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Richard Nelson Swims 'Deep River' with Aardvark Jazz Orchestra on Heliotrope Records (REVIEW)

By Mike Greenblatt m.greenblatt@classicalite.com on Dec 25, 2015 02:42 AM EST

For most of my adult life I have loved when Jorma Kaukonen sings those "Deep River Blues." It's an old Delmore Brothers ditty popularized by Doc Watson that never fails to get my folk juices revved. On Deep River (Heliotrope Records), though, by Maine guitarist/composer/producer/arranger Richard Nelson and the Boston-based Aardvark Jazz Orchestra, it's slowed down, jazzed up and sent through a litany of changes. By the time this half-hour of rustic Appalachian material closes with an almost Zappa-style 16:36 arrangement of "Make Me A Pallet On Your Floor" (1911) and previously recorded by Mississippi John Hurt, Bob Dylan and dozens of others, one can only shake one's head and marvel at the abject temerity of this project.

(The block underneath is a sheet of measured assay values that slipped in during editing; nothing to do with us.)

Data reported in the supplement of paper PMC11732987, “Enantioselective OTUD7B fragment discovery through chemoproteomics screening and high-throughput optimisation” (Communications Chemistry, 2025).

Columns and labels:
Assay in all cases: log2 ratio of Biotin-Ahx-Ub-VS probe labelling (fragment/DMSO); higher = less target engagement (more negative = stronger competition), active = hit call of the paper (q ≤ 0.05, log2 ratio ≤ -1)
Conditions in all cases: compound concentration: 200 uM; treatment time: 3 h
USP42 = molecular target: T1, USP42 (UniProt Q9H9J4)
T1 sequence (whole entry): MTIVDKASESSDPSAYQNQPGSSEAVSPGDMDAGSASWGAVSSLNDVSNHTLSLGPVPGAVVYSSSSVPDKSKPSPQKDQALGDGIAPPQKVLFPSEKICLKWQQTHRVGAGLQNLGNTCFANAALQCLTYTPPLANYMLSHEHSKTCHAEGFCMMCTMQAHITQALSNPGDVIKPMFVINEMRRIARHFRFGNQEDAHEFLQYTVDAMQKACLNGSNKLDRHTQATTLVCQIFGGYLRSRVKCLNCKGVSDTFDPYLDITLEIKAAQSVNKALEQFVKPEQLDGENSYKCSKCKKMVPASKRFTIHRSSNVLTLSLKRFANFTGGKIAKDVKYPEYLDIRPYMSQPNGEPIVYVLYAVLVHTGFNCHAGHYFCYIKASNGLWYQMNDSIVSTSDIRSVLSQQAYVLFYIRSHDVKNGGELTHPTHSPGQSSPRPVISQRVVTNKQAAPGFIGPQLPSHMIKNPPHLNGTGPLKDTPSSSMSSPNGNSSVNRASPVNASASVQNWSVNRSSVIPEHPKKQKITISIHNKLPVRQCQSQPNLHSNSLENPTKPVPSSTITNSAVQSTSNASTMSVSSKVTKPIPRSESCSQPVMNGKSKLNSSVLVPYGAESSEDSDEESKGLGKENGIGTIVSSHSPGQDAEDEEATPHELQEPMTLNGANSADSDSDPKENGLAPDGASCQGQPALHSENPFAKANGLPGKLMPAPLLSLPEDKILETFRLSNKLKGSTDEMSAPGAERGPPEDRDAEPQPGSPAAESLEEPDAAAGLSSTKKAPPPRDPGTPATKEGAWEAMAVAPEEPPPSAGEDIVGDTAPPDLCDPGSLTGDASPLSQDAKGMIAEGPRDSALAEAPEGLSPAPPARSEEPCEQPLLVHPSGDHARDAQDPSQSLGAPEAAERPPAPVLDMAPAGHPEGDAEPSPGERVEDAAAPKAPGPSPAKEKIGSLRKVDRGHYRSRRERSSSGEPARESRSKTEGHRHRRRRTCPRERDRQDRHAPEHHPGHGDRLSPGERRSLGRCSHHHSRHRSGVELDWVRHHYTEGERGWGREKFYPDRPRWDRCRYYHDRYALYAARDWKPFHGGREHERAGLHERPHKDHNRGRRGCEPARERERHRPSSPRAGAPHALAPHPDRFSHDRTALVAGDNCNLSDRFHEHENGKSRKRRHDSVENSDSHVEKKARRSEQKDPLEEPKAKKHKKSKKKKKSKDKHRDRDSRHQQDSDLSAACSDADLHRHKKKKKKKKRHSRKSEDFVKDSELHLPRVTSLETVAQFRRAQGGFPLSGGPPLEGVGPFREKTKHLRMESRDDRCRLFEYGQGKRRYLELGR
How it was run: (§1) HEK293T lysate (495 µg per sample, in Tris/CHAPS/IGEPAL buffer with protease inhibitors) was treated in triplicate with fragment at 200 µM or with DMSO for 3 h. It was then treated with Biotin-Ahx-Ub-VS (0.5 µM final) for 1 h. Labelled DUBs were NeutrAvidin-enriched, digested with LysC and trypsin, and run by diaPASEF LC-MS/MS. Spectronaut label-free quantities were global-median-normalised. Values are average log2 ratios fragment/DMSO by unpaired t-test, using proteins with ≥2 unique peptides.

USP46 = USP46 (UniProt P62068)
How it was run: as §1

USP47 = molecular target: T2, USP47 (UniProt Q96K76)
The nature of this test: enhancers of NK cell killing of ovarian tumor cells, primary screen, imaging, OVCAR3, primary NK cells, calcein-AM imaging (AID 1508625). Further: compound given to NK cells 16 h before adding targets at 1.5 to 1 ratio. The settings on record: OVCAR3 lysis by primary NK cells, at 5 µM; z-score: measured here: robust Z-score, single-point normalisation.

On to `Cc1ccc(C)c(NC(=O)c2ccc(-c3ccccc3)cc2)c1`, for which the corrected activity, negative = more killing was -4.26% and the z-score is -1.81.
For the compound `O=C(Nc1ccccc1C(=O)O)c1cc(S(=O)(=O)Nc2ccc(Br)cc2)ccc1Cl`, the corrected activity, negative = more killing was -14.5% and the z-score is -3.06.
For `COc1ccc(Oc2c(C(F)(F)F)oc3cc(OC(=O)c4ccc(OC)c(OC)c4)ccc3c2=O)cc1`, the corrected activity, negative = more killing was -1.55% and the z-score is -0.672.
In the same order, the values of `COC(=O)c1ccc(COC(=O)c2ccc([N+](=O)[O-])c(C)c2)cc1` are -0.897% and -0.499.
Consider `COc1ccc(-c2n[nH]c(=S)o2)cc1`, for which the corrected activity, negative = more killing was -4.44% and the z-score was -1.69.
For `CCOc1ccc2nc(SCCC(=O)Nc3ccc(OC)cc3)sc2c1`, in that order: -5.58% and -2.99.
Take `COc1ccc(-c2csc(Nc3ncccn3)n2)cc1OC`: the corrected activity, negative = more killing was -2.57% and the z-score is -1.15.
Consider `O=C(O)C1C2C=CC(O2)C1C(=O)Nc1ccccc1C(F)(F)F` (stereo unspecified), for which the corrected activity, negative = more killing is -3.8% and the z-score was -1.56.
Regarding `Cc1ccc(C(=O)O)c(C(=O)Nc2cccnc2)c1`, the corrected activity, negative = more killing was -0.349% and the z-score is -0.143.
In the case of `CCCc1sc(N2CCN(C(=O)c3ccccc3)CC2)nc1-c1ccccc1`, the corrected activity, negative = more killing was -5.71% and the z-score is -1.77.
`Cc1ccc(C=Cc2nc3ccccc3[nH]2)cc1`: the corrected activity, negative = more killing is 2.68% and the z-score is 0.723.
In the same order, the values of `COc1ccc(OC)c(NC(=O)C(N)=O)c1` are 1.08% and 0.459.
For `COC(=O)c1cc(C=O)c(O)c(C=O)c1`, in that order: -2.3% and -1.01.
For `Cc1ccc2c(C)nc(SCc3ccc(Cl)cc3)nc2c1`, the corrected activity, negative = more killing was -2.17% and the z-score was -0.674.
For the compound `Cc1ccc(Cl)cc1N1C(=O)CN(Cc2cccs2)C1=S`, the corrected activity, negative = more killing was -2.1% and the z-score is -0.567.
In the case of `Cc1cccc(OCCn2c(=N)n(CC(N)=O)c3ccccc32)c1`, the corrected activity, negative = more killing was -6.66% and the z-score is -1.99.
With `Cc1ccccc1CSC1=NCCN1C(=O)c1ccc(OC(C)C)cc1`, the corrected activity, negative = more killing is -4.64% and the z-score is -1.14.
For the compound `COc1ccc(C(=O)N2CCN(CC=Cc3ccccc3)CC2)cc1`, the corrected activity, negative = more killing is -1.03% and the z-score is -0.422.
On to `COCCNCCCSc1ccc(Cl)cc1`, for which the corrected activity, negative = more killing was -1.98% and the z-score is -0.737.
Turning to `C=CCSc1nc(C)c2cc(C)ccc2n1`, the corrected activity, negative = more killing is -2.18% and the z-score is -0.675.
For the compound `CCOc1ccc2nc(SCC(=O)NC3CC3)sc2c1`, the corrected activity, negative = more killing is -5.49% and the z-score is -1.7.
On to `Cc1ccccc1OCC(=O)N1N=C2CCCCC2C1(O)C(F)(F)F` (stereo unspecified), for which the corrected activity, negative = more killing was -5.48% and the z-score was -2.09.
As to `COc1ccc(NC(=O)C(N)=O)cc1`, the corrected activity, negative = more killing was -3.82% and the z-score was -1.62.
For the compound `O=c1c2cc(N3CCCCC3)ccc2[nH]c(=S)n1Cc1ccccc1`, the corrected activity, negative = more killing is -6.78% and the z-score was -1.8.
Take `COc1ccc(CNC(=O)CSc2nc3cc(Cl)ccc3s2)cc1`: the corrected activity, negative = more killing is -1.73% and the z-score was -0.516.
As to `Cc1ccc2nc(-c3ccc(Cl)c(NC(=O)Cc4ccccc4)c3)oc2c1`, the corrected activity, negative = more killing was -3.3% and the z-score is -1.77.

These Aardvarks have recorded 12 albums in 42 years and are as Ellingtonian in scope as they are in longevity. Their current incarnation encompasses alto (2), tenor (2), baritone and soprano saxophones, flute (2), piccolo, clarinet (2), bass clarinet, trumpet (3), trombone (3), bass trombone, tuba, guitar, string bass, drums and vocal (2).

Consider Deep River an American Suite, entertaining, educational, and over all too soon. There's plenty of blistering jazz solos and the vocals are all decidedly in service to the song, sung with an almost detached air of professorial subservience. "Old Country Stomp" is associated with Henry Thomas [1874-1930], the first of a long line of Texas ragtime guitarists. "Wake Up Jacob" was originally a 19th-century fiddle tune.

Listening to these moldy oldies in an abstract big-band setting with charts that sting is an absolute delight.

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TagsRichard Nelson, Aardvark Jazz Orchestra, REVIEW, Heliotrope Records

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